As a child and a teenager, I always thought that a product or service that is available for sale must be safe, because otherwise it wouldn’t be offered. One day I went to the pharmacy to try out some diet pills I had read about in a magazine (I was a teenager…) and the pharmacist told me that they were recently taken off the market, because scientists found that they caused severe liver damage. I wondered why they didn’t thoroughly test the pills in the first place and the pharmacist just shrugged and smiled. That’s when I realized that not everything offered is safe and that many people will try to make money off of just about anything for as long as they can get away with it.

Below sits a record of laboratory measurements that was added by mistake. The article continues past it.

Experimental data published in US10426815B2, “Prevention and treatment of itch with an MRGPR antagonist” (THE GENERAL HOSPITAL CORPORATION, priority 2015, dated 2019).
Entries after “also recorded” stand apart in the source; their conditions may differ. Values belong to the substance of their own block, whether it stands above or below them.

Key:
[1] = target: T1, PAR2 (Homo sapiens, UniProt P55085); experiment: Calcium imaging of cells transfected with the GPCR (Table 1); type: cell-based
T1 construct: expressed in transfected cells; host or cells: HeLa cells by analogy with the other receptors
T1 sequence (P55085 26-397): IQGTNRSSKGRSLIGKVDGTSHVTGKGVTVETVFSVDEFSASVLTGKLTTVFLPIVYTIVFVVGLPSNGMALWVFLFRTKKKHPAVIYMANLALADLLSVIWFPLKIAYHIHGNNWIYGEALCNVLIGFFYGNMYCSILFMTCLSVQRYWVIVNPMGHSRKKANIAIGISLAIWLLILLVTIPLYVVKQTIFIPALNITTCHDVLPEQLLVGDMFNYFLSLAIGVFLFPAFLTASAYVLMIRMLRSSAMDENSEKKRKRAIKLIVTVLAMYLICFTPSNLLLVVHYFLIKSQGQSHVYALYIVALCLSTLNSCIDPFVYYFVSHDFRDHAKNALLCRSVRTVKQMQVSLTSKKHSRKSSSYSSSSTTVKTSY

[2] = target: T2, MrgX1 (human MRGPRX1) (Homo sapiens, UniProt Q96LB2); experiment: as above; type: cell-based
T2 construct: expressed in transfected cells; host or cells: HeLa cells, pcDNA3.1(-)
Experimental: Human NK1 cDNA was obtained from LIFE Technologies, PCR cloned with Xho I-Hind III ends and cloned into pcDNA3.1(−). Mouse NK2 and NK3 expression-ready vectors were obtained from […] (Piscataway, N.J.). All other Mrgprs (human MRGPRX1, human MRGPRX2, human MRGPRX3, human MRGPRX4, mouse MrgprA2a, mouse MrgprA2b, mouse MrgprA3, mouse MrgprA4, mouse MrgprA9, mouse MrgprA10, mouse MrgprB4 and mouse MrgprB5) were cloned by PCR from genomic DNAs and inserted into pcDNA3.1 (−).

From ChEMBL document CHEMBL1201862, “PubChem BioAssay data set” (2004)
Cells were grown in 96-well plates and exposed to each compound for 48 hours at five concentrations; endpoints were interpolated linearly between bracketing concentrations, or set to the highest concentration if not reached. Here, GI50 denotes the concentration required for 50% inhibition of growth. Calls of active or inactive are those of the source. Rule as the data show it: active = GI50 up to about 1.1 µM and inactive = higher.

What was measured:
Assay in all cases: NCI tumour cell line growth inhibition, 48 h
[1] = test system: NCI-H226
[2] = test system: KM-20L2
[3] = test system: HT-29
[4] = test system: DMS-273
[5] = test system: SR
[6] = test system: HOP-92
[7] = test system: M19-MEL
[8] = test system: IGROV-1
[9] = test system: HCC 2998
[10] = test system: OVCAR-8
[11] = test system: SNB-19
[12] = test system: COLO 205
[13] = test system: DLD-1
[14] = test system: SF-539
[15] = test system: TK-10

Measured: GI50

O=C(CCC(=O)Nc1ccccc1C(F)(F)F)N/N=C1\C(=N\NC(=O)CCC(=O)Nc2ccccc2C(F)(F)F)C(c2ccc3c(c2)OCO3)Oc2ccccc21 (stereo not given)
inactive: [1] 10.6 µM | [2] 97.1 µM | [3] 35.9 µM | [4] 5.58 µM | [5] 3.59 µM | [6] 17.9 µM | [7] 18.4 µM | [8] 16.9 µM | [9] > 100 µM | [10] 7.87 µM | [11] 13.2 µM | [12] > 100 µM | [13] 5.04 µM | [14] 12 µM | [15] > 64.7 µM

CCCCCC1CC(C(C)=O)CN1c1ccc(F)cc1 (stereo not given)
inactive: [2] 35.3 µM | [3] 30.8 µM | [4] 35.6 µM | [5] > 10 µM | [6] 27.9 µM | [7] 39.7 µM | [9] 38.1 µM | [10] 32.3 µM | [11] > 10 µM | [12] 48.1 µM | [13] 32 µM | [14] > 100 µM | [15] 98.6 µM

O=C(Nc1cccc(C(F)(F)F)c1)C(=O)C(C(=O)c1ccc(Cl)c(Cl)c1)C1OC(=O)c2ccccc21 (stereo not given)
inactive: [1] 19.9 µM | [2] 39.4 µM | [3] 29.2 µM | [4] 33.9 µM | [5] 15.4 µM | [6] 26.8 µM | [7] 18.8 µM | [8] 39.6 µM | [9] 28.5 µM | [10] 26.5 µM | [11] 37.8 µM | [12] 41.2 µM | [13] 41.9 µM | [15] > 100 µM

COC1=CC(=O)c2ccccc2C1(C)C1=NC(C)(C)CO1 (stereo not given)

When we go to our local pet store, they have a variety of food options for rabbits. Pellets, honey bars, yogurt drops, carrot treats, corn on the cob, and even sweet potato crisps. Most of them proclaim that they are the most ideal option and that they have large amounts of added nutrients that are “essential for your rabbit’s health”. Everyone wants the best for their little bunny friends, so these companies play on our fear of not providing all of the necessary nutrients. The question is, if the treat is so incredibly healthy, why is it even necessary to add vitamins? Wouldn’t it be healthier to get real vitamins in normal doses instead of created ones in large amounts?